The NewStandard ceased publishing on April 27, 2007.

Civil Liberties News for Week Ending July 6, 2006

by Jessica Azulay

A weekly run-down of stories related to rights, privacy, etc. @ HIV transmission suit @ Questions over data mining @ House hits ‘sanctuary cities’ @ ‘Blackness’ matters to juries @ Bush ranch protesters sue

Court OKs suits over HIV transmission

Email to a Friend
Print-friendly Version
Add to My Morning Paper

The California Supreme Court ruled Monday that people who have reason to know that they are HIV positive and who infect others because they did not take precautions can be sued in civil court.

The ruling came in a legal dispute between married partners who both accuse each other of "bringing HIV into their marriage." The court ruled that the wife – identified only as Bridget B – could, during the discovery phase of her lawsuit against John B., find out some of her husband’s sexual history in the months leading up to and during their matrimony.

Bridget alleges that John claimed he was not infected with any sexually transmitted diseases and that he was monogamous with her, convincing her to have unprotected intercourse with him. After both Bridget and John tested positive for HIV, and after John and his doctor had allegedly accused Bridget of infecting John, he later revealed that he had engaged in previously undisclosed sex with men prior to their marriage.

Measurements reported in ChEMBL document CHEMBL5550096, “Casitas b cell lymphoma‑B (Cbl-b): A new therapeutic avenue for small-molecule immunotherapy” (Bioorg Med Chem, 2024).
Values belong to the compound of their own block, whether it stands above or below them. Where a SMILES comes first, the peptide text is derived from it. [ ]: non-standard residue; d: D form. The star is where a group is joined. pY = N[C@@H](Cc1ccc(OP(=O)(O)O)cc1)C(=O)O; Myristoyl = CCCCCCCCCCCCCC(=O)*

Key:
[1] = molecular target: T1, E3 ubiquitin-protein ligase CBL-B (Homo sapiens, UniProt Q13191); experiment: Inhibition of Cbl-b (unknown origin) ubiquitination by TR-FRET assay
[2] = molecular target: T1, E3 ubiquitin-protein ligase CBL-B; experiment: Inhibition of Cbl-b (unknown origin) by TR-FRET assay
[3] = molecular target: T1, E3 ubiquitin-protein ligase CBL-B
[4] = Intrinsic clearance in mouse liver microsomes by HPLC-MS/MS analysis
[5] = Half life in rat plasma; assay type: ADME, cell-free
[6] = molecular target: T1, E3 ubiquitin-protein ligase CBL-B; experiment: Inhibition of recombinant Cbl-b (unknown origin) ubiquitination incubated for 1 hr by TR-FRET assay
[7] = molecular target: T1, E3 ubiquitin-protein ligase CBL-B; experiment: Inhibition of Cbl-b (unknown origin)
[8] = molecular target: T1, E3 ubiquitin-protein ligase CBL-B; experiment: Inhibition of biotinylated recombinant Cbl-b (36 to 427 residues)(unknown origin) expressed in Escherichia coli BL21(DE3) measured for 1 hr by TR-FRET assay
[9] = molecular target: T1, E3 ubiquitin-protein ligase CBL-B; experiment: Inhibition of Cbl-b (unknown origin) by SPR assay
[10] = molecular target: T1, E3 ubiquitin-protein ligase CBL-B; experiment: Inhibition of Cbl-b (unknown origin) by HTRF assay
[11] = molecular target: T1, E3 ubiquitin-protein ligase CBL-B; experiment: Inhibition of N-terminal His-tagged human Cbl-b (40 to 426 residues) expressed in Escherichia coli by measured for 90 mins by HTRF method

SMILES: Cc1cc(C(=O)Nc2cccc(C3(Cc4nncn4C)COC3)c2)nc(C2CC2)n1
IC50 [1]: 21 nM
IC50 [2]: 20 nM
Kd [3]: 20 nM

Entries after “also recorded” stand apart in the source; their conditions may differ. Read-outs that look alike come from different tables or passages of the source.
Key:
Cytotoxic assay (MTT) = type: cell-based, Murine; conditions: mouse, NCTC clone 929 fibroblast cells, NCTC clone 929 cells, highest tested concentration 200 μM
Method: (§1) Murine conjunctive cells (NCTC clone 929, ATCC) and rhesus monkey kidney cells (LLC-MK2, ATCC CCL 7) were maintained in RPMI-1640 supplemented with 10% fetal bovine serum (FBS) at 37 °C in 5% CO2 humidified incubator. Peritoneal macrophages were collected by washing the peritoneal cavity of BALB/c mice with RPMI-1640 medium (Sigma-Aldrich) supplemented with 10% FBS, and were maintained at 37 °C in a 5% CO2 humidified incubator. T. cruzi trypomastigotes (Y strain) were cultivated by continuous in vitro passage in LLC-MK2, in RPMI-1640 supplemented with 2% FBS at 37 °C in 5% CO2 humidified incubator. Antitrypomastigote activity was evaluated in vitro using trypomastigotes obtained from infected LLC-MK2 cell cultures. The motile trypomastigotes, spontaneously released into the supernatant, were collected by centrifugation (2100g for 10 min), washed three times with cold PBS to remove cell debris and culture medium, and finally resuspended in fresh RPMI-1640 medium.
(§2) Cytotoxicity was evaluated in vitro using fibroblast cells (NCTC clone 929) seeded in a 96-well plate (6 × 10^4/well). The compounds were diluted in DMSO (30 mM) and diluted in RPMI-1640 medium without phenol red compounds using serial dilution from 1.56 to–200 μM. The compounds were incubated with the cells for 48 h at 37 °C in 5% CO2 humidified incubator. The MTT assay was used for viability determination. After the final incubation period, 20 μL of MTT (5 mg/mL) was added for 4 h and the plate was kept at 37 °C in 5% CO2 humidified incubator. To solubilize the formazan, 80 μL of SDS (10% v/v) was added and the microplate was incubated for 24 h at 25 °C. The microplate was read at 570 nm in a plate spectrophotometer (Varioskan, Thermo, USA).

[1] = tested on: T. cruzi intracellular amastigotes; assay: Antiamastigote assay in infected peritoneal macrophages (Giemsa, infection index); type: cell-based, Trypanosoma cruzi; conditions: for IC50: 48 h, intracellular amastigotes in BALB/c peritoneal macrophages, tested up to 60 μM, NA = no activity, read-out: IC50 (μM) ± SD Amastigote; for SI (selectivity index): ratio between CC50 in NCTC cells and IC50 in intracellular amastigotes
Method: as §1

The contentious decision, which split the judges 4–3, wrangles with the balance between preventing the spread of communicable diseases and medical and sexual privacy, as well as what personal information plaintiffs can be allowed to ask for in attempting to prove negligence in spreading infection.

New developments emerge in phone data-mining story

USA Today ran a follow-up article last week about the federal government’s quest to build a national database of telephone calls. The piece provides further sourcing for some of the claims made when the story broke in May, though some of the sources call into question some information in the original article.

In the May 11 story, USA Today reported that major telecommunications companies AT&T, Verizon and BellSouth had handed over domestic call records to the National Security Agency without being served with a warrant.

In its follow-up June 30, the paper reported nineteen anonymous lawmakers who have since been briefed on the program by intelligence officials said the NSA has collected Americans’ domestic phone-call records, including information about the numbers dialed and call length.

The paper also reported that five nameless lawmakers confirmed that AT&T is a participant in the program. AT&T has not denied or acknowledged its role in the scheme.

BellSouth and Verizon have both denied participation, however, and USA Today reported that three lawmakers said they had been told BellSouth refused to hand over call records to the government. Four lawmakers told the paper that Verizon, too, had declined to cooperate, but that MCI – which Verizon acquired early this year – had contributed to the NSA database. Verizon has refused to comment on whether MCI was involved.

House takes aim at ‘sanctuary cities’

The House of Representatives has approved a bill carrying an amendment meant to fiscally punish cities that restrict when local law-enforcement agents can communicate with federal agents about the immigration status of suspects.